Throat: group A Streptococcus (Streptococcus pyogenes) – Shipped May 11, 2020 – FINAL RESULT
A simulated throat swab sample collected from a 12 year old with a sore throat was sent to category A laboratories.
Participants were expected to isolate and identify group A Streptococcus (Streptococcus pyogenes).
MAIN EDUCATIONAL POINTS from M201-1
- S. pyogenes is the most common bacterial etiology of pharyngitis. It causes 15-30% of cases of acute pharyngitis in pediatric and adolescent patients, and 5-10% of cases of acute pharyngitis in adults.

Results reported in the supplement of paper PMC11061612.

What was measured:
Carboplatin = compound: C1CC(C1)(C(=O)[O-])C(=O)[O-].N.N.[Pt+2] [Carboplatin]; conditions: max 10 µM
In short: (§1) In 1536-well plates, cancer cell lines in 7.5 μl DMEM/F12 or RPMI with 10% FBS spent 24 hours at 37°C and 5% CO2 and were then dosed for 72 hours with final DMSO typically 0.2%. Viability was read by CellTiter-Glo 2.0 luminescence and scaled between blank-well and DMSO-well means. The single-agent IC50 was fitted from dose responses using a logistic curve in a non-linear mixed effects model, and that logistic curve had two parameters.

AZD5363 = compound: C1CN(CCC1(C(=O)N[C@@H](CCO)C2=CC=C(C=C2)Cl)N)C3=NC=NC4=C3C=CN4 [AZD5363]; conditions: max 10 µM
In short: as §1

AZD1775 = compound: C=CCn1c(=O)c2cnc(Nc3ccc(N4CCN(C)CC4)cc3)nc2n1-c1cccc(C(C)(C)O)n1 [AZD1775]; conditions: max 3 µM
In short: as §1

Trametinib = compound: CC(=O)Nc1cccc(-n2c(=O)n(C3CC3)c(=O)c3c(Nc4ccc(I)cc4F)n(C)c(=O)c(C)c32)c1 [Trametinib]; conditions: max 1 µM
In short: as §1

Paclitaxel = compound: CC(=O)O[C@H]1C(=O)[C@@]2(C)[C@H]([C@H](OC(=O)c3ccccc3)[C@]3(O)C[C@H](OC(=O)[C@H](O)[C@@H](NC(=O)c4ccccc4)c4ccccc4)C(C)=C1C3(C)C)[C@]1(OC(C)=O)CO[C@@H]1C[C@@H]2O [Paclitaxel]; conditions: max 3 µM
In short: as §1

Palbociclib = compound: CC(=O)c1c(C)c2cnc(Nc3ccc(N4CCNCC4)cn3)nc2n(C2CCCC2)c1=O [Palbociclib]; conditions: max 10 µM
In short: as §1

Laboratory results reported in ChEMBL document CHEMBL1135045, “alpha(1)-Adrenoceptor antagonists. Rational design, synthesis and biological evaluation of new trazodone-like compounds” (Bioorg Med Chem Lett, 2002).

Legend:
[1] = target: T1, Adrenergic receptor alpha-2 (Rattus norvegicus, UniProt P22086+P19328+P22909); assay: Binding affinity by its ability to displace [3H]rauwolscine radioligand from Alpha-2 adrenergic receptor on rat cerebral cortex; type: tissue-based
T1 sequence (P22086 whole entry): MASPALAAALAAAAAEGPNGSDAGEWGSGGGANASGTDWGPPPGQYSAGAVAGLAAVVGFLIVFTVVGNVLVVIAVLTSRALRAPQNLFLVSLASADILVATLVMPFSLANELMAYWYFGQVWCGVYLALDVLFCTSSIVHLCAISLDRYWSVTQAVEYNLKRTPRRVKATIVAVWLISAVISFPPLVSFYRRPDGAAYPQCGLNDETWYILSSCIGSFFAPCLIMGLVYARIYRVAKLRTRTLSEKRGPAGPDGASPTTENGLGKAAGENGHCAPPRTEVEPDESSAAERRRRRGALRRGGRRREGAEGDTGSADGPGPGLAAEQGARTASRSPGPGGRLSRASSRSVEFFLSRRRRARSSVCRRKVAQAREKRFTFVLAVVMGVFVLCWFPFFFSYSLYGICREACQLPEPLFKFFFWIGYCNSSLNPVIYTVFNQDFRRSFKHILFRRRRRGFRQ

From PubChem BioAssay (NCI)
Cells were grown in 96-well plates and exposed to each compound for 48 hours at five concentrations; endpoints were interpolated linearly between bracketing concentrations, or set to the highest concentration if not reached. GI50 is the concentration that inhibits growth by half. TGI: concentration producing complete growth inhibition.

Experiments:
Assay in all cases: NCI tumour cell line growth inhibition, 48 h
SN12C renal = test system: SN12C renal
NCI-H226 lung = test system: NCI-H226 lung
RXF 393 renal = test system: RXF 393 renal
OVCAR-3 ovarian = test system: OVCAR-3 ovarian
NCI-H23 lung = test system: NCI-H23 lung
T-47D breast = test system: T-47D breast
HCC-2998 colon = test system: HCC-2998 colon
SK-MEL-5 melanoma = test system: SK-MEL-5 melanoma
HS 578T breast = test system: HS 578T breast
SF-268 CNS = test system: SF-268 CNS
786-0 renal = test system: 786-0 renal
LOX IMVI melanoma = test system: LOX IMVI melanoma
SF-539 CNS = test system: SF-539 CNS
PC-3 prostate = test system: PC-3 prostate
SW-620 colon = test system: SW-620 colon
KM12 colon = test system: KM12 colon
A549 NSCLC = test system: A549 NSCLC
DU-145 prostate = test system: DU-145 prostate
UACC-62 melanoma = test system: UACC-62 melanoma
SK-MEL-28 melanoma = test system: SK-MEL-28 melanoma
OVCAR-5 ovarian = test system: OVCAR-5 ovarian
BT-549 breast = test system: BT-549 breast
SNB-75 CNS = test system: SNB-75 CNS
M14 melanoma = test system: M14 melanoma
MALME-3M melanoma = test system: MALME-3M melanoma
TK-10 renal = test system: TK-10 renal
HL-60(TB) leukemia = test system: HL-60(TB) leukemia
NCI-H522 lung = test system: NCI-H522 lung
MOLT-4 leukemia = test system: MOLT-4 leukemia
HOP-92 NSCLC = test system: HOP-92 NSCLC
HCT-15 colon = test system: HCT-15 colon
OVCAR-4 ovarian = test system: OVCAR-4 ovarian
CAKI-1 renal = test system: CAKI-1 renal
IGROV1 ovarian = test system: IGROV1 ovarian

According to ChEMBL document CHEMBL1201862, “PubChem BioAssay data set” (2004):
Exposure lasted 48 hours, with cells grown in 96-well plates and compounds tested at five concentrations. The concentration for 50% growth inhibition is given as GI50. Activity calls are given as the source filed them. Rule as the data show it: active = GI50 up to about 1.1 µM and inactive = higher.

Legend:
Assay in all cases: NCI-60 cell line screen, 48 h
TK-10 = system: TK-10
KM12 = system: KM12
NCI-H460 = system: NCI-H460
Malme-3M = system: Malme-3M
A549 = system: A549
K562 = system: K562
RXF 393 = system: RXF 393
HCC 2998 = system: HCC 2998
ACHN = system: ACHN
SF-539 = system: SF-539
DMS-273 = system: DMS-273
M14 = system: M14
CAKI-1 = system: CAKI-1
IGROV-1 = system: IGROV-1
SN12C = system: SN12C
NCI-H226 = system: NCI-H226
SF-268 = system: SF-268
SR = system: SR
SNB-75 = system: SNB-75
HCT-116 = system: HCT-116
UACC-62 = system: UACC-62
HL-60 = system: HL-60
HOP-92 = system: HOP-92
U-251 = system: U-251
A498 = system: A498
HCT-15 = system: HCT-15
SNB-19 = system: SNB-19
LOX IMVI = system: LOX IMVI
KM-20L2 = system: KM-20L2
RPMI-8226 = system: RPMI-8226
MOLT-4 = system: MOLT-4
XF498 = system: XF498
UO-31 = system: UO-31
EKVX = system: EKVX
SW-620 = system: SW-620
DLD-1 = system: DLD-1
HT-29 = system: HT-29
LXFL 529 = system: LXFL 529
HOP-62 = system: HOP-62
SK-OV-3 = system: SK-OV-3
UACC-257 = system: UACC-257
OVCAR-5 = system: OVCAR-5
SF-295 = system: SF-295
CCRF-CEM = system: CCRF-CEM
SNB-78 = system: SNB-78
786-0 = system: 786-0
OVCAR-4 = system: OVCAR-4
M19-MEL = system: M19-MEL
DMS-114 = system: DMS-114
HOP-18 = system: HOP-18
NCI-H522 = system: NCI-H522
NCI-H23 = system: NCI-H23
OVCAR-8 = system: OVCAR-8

- Rapid Antigen Detection Test (RADT) – if a RADT is used, negative throat swabs from children and adolescents should receive reflex culture on blood agar or a nucleic acid amplification test (NAAT) to rule out S. pyogenes. This recommendation arises from the poor to modest sensitivity of RADTs and the potential for S. pyogenes to cause acute rheumatic fever (ARF) and acute glomerulonephritis (AGN) in children and adolescents following infection with this pathogen.